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Bahrain film shortlisted for Cannes fest

Manama, May 19, 2011

A Bahraini filmmaker's first production has been shortlisted for the famous Cannes Film Festival.

Osama Al Saif said he was still reeling with the news, which follows on from his success at last month's fourth Gulf Film Festival (GFF).

His debut film Lulwa, which focuses on the issue of sexual harassment in the Gulf during the 1970s and 1980s, was selected from 11 entries from Bahrain to take part in the Dubai event.

It has now been selected to be part of the annual Cannes festival and the filmmaker plans to enter as many events as possible to project Bahrain's culture, history and traditions onto the European film scene.

'I was so shocked when it was selected, and while this year my film is in the Short Film Corner, next year I want to try to get it into the official competition at Cannes,' said Al Saif.

The Short Film Corner, which continues until Saturday, is a meeting ground for short filmmakers from around the world to present their movies, network with industry leaders and develop their careers through workshops and conferences.

Shortlisted films featured can be accessed by all festival-goers, programmers and buyers and filmmakers receive access to select databases and screening rooms in addition to Cannes accreditations.

The film director feels like he is on the right track in getting Bahrain's name out in the film industry.

'I think I'm moving in the right direction and plan to go to more festivals, this year Dubai and Cannes, next year will be Spain and hopefully I can get more international attention on Bahrain,' said Al Saif.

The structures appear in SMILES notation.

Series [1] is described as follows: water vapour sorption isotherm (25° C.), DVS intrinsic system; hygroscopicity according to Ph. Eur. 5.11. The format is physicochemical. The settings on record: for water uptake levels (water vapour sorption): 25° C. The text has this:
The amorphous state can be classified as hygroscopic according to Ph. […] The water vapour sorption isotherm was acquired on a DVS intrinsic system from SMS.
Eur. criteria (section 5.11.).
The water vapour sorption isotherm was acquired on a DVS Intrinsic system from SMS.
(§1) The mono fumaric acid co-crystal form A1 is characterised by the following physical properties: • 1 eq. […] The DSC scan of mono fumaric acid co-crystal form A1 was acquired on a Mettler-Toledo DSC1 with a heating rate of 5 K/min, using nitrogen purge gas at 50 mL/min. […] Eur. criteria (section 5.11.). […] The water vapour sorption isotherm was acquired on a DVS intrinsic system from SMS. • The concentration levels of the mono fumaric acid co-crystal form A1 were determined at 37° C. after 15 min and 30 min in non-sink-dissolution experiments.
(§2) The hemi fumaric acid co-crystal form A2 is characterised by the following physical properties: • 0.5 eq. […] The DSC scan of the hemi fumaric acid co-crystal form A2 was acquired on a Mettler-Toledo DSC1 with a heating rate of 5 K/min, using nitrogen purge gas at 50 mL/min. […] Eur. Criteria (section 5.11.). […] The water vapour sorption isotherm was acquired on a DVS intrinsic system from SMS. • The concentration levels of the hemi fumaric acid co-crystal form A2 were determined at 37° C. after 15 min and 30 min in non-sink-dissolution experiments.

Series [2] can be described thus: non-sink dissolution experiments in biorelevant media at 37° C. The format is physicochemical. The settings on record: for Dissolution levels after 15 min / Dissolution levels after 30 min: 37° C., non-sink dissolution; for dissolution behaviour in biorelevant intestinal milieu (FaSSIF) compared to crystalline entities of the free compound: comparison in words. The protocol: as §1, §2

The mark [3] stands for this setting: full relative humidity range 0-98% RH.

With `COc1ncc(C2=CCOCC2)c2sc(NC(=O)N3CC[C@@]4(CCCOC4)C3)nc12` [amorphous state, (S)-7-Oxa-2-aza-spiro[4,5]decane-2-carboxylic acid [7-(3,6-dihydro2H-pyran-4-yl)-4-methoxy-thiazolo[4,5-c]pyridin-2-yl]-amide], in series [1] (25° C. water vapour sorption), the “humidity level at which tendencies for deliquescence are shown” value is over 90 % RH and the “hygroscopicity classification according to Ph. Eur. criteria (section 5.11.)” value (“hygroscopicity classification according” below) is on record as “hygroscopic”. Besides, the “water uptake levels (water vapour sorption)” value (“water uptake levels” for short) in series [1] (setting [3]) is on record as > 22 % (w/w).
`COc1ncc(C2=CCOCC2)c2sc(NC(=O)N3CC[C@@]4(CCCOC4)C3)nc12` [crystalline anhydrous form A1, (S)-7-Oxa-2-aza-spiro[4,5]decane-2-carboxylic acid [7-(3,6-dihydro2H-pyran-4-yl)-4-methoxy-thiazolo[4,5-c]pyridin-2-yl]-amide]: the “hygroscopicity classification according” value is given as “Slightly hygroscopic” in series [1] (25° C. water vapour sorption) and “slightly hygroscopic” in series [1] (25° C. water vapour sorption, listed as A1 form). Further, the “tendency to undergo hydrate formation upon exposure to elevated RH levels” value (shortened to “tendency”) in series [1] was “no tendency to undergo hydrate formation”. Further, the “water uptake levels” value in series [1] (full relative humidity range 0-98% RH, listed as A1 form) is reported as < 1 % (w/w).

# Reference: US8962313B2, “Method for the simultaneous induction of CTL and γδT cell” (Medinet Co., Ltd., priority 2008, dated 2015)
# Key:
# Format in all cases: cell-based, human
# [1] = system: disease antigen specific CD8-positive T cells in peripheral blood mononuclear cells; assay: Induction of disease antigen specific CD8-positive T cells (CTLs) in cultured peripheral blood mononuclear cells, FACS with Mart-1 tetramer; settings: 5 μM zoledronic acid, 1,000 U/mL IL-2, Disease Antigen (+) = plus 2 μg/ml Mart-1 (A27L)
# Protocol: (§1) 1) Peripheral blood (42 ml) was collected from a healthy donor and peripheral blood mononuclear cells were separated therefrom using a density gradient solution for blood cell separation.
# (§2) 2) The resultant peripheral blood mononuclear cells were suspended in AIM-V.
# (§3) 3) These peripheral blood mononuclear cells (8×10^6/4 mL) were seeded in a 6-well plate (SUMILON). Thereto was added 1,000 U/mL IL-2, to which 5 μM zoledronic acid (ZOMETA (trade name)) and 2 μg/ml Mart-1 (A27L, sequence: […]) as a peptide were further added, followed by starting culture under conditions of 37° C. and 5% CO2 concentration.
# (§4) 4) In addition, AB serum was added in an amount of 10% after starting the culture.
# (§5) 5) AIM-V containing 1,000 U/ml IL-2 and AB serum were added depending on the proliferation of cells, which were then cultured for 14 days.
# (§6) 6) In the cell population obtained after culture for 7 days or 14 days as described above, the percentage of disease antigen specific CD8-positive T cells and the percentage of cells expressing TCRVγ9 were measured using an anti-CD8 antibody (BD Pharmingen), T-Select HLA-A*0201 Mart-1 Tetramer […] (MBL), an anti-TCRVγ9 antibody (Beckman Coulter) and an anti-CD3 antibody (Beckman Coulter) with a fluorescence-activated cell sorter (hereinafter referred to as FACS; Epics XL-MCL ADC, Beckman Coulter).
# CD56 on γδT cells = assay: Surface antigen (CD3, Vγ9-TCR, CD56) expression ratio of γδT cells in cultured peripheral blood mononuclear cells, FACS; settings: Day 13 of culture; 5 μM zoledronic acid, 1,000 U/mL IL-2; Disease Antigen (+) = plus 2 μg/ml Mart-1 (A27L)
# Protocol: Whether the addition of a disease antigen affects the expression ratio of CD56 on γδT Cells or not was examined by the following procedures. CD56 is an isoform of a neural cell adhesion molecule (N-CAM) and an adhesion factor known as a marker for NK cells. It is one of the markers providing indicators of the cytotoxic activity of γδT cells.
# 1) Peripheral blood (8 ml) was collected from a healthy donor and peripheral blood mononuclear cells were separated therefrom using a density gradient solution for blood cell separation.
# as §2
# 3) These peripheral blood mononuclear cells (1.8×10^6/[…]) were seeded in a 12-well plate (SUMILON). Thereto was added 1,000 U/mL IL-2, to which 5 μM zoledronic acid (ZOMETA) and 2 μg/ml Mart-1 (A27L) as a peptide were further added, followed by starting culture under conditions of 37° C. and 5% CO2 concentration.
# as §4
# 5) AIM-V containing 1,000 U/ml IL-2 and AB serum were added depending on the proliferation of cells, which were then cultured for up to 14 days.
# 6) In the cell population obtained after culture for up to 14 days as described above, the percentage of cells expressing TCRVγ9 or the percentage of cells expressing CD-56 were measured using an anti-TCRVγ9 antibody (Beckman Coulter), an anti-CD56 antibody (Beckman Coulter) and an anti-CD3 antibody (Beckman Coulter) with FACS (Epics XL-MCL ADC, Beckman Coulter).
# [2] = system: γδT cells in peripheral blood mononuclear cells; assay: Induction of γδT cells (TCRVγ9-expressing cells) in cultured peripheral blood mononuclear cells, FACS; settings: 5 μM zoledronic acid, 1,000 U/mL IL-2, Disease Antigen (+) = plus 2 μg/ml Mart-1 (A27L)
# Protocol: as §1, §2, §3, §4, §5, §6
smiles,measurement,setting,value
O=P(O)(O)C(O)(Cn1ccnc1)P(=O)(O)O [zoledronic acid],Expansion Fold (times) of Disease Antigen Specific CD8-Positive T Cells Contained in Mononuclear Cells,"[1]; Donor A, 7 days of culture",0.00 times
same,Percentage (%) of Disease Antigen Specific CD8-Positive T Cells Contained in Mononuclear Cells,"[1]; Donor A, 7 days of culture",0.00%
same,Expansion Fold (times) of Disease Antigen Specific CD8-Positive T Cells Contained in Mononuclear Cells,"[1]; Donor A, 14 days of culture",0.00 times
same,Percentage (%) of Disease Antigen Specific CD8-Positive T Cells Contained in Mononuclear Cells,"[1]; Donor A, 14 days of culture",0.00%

'By entering these festivals I have gained more experience and a lot more feedback.

'I have learned what judges are looking for, their perspective on films and where I can improve.

'The international film scene wants to see more of our culture, our traditions, and how we live.

'The places that we shot in Lulwa were therefore very interesting to them, such as the old houses, the villages and the different scenery.

'Films like this capture the audience more abroad because in the Gulf region they are used to such scenes and ideas, but abroad such as in Europe they are not.'

Al Saif's film tells the story of the glamorous Lulwa, who is harassed by her uncle as well as by a leading community figure.

It focuses on the repercussions within her family and the reactions of the community at large as the wrong people are implicated.

Al Saif feels that international festivals are the perfect platform to represent Bahrain.

'I plan to go to many more, and am working on another idea with fewer scripts, but I really want to represent Bahrain more,' he said.-TradeArabia News Service




Tags: Bahrain | media | cinema | movie | Cannes Film Festival |

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